SCREENING OF CLIENTS BY AUDIT FIRMS
Stephen K. Asare University of Florida
At the heart of a free enterprise system is the free flow of reliable information by which creditors, investors, and regulators make informed decisions about the allocation of resources or the need for governmental action. The banker deciding whether to approve a loan, the investor making a decision to buy or sell securities, the local congressman evaluating the fairness of utility rates-all are relying on information provided by others. In many of these situations, the goals of the providers of information differ from those pursued by users of the information ( Watts & Zimmerman, 1986). For instance, in reporting on its own administration of a business, management can hardly be expected to be entirely impartial.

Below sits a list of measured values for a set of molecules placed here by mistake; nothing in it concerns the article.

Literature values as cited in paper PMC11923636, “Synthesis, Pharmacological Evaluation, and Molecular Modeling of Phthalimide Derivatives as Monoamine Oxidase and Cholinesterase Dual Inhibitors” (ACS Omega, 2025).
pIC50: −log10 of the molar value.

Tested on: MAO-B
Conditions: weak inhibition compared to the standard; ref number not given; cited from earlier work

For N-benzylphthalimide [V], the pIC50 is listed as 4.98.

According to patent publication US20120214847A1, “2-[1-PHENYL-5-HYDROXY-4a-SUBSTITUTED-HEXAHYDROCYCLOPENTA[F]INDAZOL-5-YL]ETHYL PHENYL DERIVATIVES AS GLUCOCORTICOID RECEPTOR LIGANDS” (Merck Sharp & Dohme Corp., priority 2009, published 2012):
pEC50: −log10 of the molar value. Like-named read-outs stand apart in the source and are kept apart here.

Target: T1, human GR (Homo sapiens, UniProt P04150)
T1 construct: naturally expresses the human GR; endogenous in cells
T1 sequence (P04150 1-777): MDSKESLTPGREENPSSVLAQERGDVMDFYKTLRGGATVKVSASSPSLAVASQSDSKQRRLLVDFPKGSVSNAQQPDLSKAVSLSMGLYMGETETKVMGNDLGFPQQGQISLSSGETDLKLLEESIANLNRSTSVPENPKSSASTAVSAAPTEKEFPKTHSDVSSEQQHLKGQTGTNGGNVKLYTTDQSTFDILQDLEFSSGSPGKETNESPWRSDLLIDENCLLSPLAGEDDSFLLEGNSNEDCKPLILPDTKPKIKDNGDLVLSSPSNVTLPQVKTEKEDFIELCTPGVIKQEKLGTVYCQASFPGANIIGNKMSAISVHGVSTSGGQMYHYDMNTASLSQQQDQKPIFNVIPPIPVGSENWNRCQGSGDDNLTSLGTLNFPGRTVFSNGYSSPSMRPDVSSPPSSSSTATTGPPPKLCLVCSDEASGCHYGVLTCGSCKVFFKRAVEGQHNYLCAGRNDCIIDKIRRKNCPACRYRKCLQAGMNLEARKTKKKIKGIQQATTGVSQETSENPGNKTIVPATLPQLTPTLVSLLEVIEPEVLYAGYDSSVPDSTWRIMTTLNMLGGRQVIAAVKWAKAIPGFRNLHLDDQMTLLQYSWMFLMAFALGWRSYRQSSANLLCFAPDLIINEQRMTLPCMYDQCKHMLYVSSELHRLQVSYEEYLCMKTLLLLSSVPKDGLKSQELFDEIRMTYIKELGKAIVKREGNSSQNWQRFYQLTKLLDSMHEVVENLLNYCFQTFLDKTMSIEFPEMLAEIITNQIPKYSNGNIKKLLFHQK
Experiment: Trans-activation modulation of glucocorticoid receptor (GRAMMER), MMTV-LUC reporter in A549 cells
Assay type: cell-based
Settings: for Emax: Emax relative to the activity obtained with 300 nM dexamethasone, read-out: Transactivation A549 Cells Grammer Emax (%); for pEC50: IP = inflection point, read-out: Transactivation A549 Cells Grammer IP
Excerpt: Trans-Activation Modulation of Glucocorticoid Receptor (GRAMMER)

This line of reasoning highlights the social need for independent auditors--individuals of professional competence and integrity who will attest to the veracity of the information on which key decisions are predicated. In this vein, the auditing function is critical to the success of a free enterprise system. Audits increase the credibility of information and allow decision makers to use information with more confidence. By reducing information risk, audits reduce the overall risk of making various types of economic decisions and facilitate resource allocation ( Ashton & Ashton, 1990).
Although professional auditors attest to the reliability of a wide range of information, including financial forecasts and advertising claims, the financial statement audit is by far the most common attest engagement ( Pany & Whittington, 1994). In a financial statement audit, the auditor undertakes to gather evidence and provide a high level of assurance that the financial